Basic or Below Basic Parents/Adults 8th Graders City 46 % 70% Little Rock 59% 58% Magnolia 58% 68% Paragould 54% 77% North Little Rock 63% 69% El Dorado 64% 70% Blytheville 62% 83% Texarkana 71% 92% Pine Bluff 78% 90% Forrest City Literacy Across Generations: Arkansas
Almost half of U.S. adults lack the basic skills needed to function successfully in society. These Adults Can Not:
Find which foods contain a specific vitamin
Identify a specific location on a map
Interpret a growth chart or table
Functional illiteracy impedes health and economic well-being. Practical Implications
Perspectives ofHealth Literacy Levels of Literacy Skills & Health? Levels of Understanding & Health? Chronic Acute
Perspectives ofHealth Literacy Levels of Literacy Skills & Health? Chronic – persistent in daily living Systemic – resistance and culture of medical settings Levels of Understanding & Health? Acute – situational Preventative - cultural
Defining Health Literacy ROLE LEVEL ACTION EXPECTATION The ability to read and comprehend prescription bottles, appointment slips, and the other essential health-related materials required to successfully function as a patient. (AMA Council of Scientific Affairs, 2000) The degree to which individualshave the capacity to obtain, process, and understand basic health information and services needed to make appropriate health decisions. (Ratzan and Parker, 2000)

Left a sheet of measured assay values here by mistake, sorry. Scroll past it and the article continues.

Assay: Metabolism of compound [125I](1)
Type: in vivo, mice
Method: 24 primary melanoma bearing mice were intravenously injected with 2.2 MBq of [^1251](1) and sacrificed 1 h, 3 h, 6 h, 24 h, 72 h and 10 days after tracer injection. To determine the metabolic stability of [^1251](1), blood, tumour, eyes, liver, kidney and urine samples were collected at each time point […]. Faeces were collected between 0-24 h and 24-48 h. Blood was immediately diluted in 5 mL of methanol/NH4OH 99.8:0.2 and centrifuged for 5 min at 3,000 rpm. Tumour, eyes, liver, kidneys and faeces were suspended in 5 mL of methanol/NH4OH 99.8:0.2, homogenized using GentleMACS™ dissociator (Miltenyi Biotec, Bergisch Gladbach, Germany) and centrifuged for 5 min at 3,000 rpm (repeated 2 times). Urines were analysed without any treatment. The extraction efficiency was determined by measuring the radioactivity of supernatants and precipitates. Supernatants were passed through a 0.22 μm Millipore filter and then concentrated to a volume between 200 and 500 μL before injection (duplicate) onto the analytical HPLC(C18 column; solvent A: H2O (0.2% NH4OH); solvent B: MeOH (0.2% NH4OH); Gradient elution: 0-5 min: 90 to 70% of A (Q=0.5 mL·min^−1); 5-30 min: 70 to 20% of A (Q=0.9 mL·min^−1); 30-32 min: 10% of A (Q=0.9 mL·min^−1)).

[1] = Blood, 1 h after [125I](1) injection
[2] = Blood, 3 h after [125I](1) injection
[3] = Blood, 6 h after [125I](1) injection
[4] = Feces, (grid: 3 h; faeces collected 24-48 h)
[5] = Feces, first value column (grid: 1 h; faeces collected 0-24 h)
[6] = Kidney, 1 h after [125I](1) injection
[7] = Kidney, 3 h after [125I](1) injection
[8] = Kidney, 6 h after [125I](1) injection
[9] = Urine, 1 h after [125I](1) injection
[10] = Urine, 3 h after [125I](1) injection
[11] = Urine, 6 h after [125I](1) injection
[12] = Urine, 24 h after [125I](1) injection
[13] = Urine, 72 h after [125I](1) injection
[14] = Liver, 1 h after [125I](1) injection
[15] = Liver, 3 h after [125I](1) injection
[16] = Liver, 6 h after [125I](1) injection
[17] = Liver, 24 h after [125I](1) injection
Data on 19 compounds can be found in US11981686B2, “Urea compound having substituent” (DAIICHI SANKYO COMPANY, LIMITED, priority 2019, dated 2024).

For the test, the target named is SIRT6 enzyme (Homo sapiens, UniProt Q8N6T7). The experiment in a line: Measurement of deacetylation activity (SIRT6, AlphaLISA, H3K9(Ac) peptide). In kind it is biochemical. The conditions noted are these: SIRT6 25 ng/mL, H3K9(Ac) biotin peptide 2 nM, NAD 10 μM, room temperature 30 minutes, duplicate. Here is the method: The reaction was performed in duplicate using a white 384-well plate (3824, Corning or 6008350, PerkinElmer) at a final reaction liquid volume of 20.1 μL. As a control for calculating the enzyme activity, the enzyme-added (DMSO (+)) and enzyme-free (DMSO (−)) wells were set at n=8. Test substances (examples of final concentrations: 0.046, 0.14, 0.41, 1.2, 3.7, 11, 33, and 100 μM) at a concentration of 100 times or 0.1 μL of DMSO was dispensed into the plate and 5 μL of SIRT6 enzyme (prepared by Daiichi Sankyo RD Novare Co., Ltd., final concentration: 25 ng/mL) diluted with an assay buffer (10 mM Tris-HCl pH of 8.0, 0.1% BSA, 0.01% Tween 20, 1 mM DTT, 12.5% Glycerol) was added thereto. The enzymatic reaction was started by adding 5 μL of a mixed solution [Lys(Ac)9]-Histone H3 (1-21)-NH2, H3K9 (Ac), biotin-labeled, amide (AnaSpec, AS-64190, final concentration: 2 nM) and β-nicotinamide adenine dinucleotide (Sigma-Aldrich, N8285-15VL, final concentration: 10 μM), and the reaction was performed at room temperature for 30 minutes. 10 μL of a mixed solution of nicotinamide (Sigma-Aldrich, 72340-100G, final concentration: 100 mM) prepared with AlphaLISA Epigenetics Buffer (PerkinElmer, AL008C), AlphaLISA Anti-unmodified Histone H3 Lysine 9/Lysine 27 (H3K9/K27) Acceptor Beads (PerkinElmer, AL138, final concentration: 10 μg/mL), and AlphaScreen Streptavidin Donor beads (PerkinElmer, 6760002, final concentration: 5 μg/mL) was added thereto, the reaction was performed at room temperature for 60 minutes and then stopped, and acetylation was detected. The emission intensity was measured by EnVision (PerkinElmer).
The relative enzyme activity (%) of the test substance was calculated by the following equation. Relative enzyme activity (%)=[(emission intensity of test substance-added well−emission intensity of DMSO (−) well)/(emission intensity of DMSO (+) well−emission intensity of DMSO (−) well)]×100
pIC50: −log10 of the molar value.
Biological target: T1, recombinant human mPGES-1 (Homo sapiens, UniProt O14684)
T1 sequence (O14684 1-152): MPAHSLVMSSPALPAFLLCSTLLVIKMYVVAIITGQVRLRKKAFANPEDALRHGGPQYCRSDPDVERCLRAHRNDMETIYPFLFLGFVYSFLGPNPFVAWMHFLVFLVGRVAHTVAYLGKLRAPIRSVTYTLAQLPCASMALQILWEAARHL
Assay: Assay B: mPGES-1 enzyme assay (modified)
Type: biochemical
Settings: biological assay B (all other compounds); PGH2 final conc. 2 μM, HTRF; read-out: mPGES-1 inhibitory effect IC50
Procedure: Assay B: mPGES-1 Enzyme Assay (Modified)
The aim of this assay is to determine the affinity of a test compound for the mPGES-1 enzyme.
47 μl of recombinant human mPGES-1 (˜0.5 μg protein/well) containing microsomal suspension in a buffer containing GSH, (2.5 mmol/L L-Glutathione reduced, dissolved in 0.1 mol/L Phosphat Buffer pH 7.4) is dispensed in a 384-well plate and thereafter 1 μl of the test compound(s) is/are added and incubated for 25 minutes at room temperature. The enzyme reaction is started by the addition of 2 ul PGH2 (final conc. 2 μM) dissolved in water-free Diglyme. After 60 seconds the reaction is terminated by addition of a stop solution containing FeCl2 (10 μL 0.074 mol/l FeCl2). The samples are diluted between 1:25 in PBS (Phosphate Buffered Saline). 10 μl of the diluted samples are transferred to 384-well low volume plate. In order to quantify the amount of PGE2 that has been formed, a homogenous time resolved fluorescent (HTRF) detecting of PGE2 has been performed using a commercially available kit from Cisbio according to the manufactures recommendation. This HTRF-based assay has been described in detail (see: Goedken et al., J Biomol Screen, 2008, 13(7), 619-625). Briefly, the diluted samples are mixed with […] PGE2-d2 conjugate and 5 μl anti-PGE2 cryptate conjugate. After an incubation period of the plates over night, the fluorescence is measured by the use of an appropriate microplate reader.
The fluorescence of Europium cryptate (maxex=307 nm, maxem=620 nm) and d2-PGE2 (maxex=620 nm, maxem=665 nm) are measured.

Defining Health Literacy ROLE LEVEL ACTION EXPECTATION The ability to read, understand, and act on health care information. (Healthy People 2010, US Department of Health and Human Services, Office of Disease Prevention and Health Promotion, 2000, ) The ability to use printed and written information associated with a broad range of health-related tasks to accomplishone’s goals at home, in the workplace, and in the community (including health care settings). (NAAL, 2003)
Defining Health Literacy ROLE ROLE LEVEL ACTION EXPECTATION Health literacy allows the public andpersonnel working in all health-related contextsto find, understand, evaluate, communicate, and use information. Health literacy is the use of a wide range of skills that improvethe ability of people to act on informationin order tolive healthier lives. These skills include reading, writing, listening, speaking, numeracy, and critical analysis, as well as communication and interaction skills. (Calgary Charter on Health Literacy, 2008)
Defining Health Literacy ROLE ROLE LEVEL ACTION EXPECTATION Health literacy allows the public andpersonnel working in all health-related contextsto find, understand, evaluate, communicate, and use information. Health literacy is the use of a wide range of skills that improvethe ability of peopleto act on informationin order to live healthier lives. These skills include reading, writing, listening, speaking, numeracy, and critical analysis, as well as communication and interaction skills. (Calgary Charter on Health Literacy, 2008) * The interconnected expectation of improving ability to act as a result of being health literate does not address key resource and access issues (distance, price, cultural norms, living conditions, personal constraints)